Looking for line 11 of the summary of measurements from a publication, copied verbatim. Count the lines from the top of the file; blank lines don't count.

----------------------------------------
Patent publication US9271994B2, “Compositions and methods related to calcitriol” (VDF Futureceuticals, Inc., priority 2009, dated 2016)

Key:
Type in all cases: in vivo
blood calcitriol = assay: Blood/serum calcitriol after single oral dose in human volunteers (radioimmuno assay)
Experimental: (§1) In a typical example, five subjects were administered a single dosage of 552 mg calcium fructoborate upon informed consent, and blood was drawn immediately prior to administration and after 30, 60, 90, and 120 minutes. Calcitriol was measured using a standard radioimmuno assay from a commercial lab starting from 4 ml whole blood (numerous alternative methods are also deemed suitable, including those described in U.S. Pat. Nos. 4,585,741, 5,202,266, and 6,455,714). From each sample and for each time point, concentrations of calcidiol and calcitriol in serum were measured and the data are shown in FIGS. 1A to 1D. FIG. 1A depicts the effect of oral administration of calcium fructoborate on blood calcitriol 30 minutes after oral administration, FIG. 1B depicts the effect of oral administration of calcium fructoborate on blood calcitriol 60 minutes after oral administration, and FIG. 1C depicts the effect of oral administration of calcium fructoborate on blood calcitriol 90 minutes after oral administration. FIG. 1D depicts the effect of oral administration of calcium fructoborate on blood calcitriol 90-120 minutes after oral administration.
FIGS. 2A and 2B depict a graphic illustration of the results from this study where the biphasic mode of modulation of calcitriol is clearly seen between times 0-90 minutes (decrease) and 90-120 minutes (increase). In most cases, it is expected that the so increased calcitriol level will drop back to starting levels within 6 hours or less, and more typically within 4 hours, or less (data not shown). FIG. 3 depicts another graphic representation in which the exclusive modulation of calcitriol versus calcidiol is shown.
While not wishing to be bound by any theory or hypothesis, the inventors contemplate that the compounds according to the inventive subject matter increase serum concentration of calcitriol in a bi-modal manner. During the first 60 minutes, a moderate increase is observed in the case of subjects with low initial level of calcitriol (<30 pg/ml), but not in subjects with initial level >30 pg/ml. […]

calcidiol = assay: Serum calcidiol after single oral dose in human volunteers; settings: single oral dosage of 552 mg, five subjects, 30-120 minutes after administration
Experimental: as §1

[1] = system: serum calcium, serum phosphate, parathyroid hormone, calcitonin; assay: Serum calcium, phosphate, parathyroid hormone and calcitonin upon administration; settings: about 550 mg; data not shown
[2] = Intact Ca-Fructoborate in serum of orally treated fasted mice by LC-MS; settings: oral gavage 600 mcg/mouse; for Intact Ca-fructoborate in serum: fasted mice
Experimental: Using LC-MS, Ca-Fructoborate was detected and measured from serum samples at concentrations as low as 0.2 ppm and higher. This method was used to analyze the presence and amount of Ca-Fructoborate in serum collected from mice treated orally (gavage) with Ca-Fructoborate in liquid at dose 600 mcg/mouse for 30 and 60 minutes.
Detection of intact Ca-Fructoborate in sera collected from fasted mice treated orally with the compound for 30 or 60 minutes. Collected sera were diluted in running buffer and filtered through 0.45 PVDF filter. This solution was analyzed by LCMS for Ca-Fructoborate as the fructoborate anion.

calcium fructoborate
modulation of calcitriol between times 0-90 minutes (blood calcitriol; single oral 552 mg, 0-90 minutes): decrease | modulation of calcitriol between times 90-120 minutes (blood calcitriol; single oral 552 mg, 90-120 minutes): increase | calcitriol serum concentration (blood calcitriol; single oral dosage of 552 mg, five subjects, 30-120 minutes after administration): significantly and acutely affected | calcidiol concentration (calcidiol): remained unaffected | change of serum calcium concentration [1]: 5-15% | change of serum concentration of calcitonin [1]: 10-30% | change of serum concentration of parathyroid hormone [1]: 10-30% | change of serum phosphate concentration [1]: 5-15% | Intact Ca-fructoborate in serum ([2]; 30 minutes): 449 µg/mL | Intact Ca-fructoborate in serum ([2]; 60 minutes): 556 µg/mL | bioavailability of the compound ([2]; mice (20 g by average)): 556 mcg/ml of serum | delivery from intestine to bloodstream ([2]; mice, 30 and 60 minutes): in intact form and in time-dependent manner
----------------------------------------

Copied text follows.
[2] = Intact Ca-Fructoborate in serum of orally treated fasted mice by LC-MS; settings: oral gavage 600 mcg/mouse; for Intact Ca-fructoborate in serum: fasted mice